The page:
Kristin says you should journal. Whether you do it every day, once a week, or once a month it is a great way to check-in. Mind, body, and spirit. Ask yourself, what does life look like right now? And how do you want to show up for different parts of your life? Do a deep dive and be very realistic.
You might want more time to bake or go hiking. Or you have a young child who loves to play with you. Think of all the things that will sustain you, keep you healthy, and keep you whole. Then decide how much time you really have. To be the partner, mother, or creative that you want to be, you might realize you need to work less. But working less means booking less. To have the life you want, you may need to charge more.
Letting connection drive your creative business
Have you ever photographed for a friend? Kristin says that being a photographer for a friend’s wedding gave her an epiphany. The experience was so deeply positive for her and the bride that she wondered – what made this wedding so different? The connection to her client elevated the experience.
You can help make a special day run smoothly by being an attentive photographer. When you take the time to build trust with the client. When you know the guests who are most special to them. And when you’ve taken time to plan important details. The client becomes calmer and happier. And they can be sure the moments that are most important to them are beautifully captured. When you book less, you can make these deeper connections. And because the client’s experience is really high quality, they are happy to pay more.
The best part about the connection is how it promotes sustainability. Kristin says you only need 3 loyal clients to maintain enough bookings. When you nurture personal connection and quality experience, clients keep coming back. And they’ll bring you plenty of referrals!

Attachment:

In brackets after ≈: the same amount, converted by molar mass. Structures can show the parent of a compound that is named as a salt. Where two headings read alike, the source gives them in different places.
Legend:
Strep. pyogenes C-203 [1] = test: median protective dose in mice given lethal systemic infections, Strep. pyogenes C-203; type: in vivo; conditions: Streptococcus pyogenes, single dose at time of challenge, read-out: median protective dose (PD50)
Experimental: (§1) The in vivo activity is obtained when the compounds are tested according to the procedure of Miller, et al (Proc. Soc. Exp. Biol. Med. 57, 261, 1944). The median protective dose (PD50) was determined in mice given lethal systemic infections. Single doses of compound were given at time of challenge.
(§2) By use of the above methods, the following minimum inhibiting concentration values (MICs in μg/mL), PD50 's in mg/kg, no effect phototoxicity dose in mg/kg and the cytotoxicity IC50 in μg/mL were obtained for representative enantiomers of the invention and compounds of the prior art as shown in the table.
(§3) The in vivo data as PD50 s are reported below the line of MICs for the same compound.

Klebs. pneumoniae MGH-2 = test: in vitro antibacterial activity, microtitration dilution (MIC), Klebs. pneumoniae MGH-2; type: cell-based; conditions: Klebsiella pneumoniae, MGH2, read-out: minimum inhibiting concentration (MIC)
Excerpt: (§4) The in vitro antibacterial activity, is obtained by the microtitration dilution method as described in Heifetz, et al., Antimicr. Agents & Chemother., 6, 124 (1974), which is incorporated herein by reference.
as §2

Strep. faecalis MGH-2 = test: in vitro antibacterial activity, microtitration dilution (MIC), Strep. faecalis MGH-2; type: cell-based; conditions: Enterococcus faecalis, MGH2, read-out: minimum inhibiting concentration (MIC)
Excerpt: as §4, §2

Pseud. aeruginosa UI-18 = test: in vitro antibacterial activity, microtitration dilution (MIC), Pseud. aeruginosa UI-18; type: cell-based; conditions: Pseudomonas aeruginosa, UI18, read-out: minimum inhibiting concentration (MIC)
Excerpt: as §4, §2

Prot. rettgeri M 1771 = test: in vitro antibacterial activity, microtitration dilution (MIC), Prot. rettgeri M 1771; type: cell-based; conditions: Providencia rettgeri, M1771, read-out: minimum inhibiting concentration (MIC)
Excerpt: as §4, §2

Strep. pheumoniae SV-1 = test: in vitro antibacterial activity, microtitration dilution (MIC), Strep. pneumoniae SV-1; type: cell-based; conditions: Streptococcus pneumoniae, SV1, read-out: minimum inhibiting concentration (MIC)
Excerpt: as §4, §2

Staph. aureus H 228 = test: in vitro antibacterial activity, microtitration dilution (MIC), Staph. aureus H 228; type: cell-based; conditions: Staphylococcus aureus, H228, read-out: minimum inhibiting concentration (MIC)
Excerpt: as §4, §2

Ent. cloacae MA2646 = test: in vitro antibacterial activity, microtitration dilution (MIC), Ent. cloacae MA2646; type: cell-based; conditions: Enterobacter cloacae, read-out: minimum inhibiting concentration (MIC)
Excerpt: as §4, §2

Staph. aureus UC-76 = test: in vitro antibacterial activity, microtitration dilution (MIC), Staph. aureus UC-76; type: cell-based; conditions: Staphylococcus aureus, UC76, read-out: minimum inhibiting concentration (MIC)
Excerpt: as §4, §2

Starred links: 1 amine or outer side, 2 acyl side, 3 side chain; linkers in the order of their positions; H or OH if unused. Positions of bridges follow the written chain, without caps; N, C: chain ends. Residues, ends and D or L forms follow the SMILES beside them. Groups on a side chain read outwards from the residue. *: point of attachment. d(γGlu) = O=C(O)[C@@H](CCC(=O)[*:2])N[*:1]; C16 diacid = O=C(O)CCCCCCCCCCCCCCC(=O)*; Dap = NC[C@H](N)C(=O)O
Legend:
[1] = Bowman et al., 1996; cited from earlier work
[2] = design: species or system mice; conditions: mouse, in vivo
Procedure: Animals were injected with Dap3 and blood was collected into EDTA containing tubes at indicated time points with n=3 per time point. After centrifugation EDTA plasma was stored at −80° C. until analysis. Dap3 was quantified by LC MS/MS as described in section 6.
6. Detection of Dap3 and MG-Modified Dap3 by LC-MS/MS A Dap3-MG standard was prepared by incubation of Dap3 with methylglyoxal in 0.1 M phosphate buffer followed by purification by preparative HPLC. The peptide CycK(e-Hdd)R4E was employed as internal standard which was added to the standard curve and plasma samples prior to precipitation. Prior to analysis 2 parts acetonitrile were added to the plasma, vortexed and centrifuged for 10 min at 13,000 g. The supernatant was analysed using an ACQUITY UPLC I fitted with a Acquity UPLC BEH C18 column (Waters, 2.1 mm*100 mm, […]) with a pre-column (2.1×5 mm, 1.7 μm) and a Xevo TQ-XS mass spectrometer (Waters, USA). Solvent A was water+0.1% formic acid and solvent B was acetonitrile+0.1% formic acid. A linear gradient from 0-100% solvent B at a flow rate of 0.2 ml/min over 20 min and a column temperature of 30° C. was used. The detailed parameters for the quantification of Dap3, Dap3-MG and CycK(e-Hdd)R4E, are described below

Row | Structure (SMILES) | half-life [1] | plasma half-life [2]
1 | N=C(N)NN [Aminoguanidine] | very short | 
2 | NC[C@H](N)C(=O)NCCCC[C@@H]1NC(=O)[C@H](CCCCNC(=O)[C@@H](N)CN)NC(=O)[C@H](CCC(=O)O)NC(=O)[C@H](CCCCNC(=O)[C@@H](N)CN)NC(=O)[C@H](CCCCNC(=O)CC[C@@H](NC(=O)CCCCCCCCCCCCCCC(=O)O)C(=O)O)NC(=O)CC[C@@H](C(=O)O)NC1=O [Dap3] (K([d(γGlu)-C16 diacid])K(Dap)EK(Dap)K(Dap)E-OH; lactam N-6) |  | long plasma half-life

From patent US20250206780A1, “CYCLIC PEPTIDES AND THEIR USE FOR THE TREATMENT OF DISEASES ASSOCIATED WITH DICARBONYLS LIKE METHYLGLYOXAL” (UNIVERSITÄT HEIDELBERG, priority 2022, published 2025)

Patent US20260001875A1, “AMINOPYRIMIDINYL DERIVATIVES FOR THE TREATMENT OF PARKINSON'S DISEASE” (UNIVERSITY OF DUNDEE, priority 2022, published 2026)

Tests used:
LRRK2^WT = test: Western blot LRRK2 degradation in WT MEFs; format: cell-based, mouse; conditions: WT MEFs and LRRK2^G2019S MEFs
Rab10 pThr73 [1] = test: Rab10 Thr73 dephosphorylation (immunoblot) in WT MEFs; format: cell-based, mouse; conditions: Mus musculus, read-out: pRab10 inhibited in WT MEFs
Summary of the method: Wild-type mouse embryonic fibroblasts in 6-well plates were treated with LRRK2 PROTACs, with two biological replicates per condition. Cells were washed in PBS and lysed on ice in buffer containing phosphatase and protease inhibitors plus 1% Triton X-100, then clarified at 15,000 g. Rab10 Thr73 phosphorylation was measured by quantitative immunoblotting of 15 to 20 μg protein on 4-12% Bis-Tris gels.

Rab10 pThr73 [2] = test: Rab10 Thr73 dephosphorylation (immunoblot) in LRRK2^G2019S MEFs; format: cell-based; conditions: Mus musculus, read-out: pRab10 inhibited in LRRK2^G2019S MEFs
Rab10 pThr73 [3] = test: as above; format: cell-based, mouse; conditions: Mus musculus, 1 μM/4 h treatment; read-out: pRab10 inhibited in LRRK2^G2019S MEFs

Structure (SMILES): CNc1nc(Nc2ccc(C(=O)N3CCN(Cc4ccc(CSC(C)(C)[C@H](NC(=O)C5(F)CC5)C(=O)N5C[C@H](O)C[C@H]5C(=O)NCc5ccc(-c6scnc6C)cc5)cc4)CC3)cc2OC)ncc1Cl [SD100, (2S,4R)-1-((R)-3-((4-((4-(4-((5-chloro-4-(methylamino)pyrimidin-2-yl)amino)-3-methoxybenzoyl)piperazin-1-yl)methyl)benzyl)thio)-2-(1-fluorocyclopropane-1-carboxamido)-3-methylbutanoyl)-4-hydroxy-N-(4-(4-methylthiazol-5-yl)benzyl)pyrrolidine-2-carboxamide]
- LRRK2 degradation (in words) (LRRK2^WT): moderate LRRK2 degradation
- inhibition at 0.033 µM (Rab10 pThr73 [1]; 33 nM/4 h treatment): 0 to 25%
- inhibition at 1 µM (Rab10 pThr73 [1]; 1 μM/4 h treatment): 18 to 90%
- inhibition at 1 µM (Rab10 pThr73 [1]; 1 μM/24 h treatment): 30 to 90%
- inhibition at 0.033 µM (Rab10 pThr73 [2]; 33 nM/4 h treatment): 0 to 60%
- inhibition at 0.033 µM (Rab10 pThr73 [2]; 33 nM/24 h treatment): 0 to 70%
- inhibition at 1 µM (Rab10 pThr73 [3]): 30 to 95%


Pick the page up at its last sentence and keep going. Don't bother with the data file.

Creating space to create
Putting too much on your plate is a recipe for burnout. And it will cause a creative drought. If you keep pouring out that creativity without filling yourself back up, you soon won’t have any more to give. Kristin says to take meaningful breaks from your work. Go to an art gallery. Visit the new coffee shop around the corner. You might not want to eat, sleep and breathe photography every day. Try to make space for variety.
She calls this creative “cross-training”. It’s like how a marathon runner trains to stay fit. They may practice running most days. But they also lift weights or go to yoga. They make time to recover from the intense cardio, stretch, and introduce new ways of moving. Cross-training helps a runner stay limber and avoid too much exertion. It helps them become stronger in different ways. And it improves performance. In the same way, your creativity will benefit from visiting new places or trying different outlets.
What can you do when your creativity runs dry? Kristin has some fun ideas. Try taking a new risk, and get a friend on board! If there’s an artsy theme you’ve been dreaming about, ask them to do a little dress-up. Feeling especially bold? Try asking that person you’ve always admired to let you shoot them. You could even chat up an interesting stranger. The point is to try new themes, new models, and step out of your comfort zone.
Kristin wants you to know that you can build a sustainable business and live a more satisfying life. Curating a brand based on values to attract clients with the connection. Knowing how you want to live your life makes working fewer hours possible. And spacing out your bookings helps cultivate a loyal client base, giving you more time to feed your creativity.
hi, i'm ingvild
I spend as much of my time as I can being outside taking photos of happy couples in love. I live with my dog and boyfriend in Norway, and I love traveling the world in search of beautiful locations and love stories.